Mongolian mines sizzle as China, India raise steel demand
March 7, 2011

Mongolian mines sizzle as China, India raise steel demandThe world’s largest coking coal deposit is up for sale, the Mongolian mine located in the South Gobi desert near China’s northern border is being hotly contested by firms from China, India, Korea, Russia and Japan, as demand for steel in the emerging economies soars. A key component in the manufacture of steel, the coking coal mine is part of the state-owned company Erdenes-Tavan Tolgoi Co., which controls the massive deposit. The Mongolian government plans to sell half the state-owned holding company in an initial public offering which would value the holding company between US$10 billion and US$15 billion. Also you can use additional resource to learn more.

Rapid industrialization in the emerging economies coupled with a near-by port through Russia to the Pacific make the Tavan Tolgoi mine a prized possession for any company. Estimated to contain at least 5- 6.5 billion metric tons of coal, the development of the Tavan Tolgoi mine will likely require an initial investment of about US$7.3 billion.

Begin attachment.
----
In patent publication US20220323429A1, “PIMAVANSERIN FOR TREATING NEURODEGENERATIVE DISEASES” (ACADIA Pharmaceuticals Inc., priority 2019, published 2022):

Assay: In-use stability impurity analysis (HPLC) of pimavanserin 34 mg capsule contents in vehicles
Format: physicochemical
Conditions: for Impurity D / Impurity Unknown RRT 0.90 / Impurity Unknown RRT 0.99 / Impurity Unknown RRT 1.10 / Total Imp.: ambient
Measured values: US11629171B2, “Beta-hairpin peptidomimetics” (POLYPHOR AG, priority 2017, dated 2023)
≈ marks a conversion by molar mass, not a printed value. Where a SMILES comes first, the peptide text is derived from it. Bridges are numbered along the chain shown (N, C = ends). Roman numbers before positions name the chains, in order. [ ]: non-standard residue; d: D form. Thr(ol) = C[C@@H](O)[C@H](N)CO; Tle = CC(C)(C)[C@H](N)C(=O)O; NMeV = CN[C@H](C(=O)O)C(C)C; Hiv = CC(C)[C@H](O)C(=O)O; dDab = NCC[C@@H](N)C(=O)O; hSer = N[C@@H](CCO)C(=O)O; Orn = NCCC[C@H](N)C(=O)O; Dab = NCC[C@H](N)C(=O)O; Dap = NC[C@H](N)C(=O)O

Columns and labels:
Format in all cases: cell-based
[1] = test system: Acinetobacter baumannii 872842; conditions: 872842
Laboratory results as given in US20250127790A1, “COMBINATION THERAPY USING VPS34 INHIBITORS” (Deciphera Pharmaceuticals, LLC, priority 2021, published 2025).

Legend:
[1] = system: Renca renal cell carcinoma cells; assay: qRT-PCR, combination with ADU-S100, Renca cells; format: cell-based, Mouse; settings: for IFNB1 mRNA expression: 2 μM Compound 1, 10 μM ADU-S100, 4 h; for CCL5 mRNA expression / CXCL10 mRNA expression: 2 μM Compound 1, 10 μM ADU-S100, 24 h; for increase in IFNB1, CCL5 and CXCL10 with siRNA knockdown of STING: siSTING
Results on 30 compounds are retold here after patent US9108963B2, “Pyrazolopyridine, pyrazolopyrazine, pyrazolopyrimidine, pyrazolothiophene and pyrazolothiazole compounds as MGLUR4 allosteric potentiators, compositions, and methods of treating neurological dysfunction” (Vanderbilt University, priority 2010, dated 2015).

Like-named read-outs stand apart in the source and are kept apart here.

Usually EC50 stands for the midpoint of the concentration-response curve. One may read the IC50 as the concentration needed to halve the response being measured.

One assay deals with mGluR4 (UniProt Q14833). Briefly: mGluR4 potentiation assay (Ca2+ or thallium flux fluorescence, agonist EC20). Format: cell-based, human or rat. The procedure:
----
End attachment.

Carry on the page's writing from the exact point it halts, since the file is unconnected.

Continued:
While the China-Japan consortium of Mitsui & Co and Shenhua Group represent the Chinese bidders, Indian led ArcelorMittal is also contesting for the mines. Other players are said to include US based Peabody Energy, Brazil’s Vale S.A., Xstrata, a Korea-Japan-Russia consortium including Kores, state-run utility Korea Electric Power Corp., South Korean steel giant Posco, Daewoo International Corp. and LG International Corp. and Japanese participants in the consortium includes Itochu Corp., Sumitomo Corp., Marubeni Corp. and Sojitz Corp..

Mongolia, which shares a border with China and Russia and has some of the world’s largest untapped mineral reserves. Here mines and quarries account for about 60 percent of industrial output. The country is seeking developers to help it feed demand for raw materials from its neighbors, while maintaining control over the deposits. Big mining houses, while watching to see whether Mongolia’s fledgling democratic government can build needed infrastructure to support widespread mining and negotiate its way through geopolitical pressures exerted by Russia and China, are circling rich deposits that until recently fell under the radar of most geologists.

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